Insurance Basics Say Insights Insurance Basics Current Page

What is PIP Insurance?

PIP Insurance Header

By Madeline Klein on March 10, 2020 in Insurance Basics

Personal Injury Protection insurance, AKA PIP insurance, can cover you and your passengers’ medical expenses after an accident. PIP insurance is sometimes referred to as “no-fault” because it doesn’t matter who is determined to be at fault, medical expenses may be covered up to the policy’s limit.

Personal Injury Protection Explained

Personal Injury Protection is an addition to your car insurance that deals specifically with medical expenses. It can be referred to by its alter-ego, “No-Fault Insurance”. This name was granted because this coverage pays out claims regardless of who is at fault for the covered accident. PIP also goes a step further and may cover lost wages, transportation to doctor’s offices, and lawn repair.

The fact that you used this coverage when you were not at fault does not ensure your premium will not go up after making the claim.

PIP Coverage vs Medical Payments (AMP Coverage)

PIP Coverage and Medical Payments are similar. However, we’d say they’re more like cousins than twins.

Medical Payment coverage may handle medical expenses such as ambulance fees, x-rays, hospital stays and nursing care. Many times, people utilize their health insurance instead of opting into Medical Payment coverage, but you should know these are not interchangeable! Medical Payments only covers you in the event of an accident. So, you can’t waltz into the doctor’s office, flash your Med Pay coverage and expect them to use it to cover your yearly physical.

PIP’s “jam” is covering MORE than Med Pay. Additional expenses may be covered such as physical therapy, lost wages, childcare, and more! Each policy can vary in terms of the benefits provided to you.

Another fun tidbit of information, you cannot have both PIP and Med Pay simultaneously! You must select one, but sometimes the decision is out of your hands. If PIP coverage is required in your state, hey, fewer decisions!

AMP and PIP Limits

Our friends at the Zebra break down the range of limits for PIP coverage, depending on the state. It will typically cover 80% of the medical bills and 60% of lost wages. These limits can range from $3,000 to unlimited and in Kansas, the limits even vary based on the type of expense!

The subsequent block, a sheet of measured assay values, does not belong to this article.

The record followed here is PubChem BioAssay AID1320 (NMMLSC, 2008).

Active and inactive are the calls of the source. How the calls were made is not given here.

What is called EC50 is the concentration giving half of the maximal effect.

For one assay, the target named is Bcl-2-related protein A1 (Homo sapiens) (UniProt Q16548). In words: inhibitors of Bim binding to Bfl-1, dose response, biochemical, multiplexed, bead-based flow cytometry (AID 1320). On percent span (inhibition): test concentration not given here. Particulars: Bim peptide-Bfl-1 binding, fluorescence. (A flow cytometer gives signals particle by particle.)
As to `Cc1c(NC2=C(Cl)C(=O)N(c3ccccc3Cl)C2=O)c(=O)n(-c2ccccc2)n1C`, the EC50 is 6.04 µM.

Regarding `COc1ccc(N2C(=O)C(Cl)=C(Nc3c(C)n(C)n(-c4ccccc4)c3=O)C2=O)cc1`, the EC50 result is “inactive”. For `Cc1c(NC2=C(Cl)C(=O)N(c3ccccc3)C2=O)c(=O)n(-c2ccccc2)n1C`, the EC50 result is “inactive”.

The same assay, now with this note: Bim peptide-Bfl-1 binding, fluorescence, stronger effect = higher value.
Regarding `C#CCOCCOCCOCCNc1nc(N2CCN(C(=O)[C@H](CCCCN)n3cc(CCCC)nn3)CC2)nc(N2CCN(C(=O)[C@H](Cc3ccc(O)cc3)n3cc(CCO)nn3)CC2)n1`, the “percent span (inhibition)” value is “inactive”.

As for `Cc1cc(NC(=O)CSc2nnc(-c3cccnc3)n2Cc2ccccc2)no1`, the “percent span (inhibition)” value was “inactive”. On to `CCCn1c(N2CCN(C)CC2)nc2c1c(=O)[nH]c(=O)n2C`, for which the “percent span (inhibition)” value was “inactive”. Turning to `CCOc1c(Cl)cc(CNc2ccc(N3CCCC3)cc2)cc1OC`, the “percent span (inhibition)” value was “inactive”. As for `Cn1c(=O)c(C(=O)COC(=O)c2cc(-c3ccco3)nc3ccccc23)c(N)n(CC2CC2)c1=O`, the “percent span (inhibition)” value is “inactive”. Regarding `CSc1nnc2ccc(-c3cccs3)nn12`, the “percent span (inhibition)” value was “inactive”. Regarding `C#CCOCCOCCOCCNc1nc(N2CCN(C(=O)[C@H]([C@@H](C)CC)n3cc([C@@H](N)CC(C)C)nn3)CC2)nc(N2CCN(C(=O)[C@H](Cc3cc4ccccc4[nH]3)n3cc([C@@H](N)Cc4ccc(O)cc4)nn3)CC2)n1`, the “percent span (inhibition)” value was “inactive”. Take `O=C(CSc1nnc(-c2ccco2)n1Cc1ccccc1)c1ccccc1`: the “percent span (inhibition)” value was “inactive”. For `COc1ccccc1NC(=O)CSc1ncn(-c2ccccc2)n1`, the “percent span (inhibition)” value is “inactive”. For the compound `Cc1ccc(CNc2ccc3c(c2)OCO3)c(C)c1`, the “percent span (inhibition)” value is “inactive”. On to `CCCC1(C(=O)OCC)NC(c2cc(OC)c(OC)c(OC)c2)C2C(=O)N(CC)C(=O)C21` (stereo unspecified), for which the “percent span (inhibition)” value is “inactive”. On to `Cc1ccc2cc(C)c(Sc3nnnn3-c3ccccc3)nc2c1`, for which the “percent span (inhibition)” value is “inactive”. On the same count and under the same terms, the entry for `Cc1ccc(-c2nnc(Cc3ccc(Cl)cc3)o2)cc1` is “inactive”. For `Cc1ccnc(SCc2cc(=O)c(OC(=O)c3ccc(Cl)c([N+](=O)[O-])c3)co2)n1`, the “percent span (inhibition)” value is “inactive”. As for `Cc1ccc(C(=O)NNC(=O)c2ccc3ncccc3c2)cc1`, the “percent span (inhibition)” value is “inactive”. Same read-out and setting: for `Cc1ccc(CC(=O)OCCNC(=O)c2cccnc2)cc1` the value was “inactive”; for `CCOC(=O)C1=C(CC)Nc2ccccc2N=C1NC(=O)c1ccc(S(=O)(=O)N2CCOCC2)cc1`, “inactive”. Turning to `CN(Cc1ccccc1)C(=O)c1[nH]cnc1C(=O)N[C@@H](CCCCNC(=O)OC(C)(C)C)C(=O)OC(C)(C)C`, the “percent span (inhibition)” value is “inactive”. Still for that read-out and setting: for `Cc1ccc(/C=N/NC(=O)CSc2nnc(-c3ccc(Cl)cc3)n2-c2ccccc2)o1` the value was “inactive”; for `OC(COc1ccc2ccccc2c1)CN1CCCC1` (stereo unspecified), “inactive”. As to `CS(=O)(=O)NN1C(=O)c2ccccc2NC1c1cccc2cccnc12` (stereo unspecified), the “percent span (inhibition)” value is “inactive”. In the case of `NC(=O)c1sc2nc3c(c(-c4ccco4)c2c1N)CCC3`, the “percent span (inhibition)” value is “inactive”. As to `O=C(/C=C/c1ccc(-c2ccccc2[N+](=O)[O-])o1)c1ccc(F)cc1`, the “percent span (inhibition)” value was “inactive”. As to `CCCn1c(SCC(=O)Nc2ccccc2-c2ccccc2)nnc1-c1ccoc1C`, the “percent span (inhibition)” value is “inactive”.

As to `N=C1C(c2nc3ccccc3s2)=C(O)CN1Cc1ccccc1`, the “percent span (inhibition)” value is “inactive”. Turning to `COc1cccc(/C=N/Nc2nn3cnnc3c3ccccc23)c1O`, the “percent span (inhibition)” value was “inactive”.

Medical Payment limits vary based on your insurance provider and decision. Say’s limits range from $2,000-$10,000 per person!

What is Not Covered by No-Fault Accident Claims?

Various coverage options exist that can help you with the other costs due to an accident. PIP could cover medical fees such as bills, surgery, ambulances, lost wages, and rehab. PIP doesn’t cover property damage, collision costs, “other than collision” costs, uninsured or underinsured motorist costs.

That’s why these other coverages are sometimes paired with PIP.

Auto collision coverage…for damage to your vehicle.

Comprehensive coverage…for all your “other than collision” repairs such as theft, vandalism, weather, etc.

Uninsured motorist coverage…for the costs a person who doesn’t have liability insurance owes you because they caused your injuries in an auto accident.

Liability coverage…for injuries or damages you caused to other people and their property.

States where PIP Insurance is Required

PIP Insurance isn’t required by every state; however, Florida, Hawaii, Kansas, Kentucky, Massachusetts, Michigan, Minnesota, New Jersey, New York, North Dakota, Pennsylvania, and Utah all require PIP insurance. It’s important to make a mental note, if you’re taking notes, that these states have different limits. The only Say state that requires this is Kansas. (Go Kansas, way to represent!)

The PIP coverage and limits are different based on which state you live in, a common trend among insurance.


What should you take away? These three main points:

1. PIP Insurance = Personal Injury Protection/No-Fault Insurance.

2. PIP insurance can cover you and your passengers’ medical expenses after a covered accident, no matter who is at fault.

3. It is required in 12/50 states, but limits and coverage vary based on location and policy.

Check out more of our blogs to learn more!

Madeline Klein is Say's Digital Content Producer. She graduated from the University of Missouri with a Bachelor of Journalism, emphasis in Strategic Communication. Her experience is in writing and digital media. Madeline loves using her creativity to write and design new and exciting pieces of work for Say!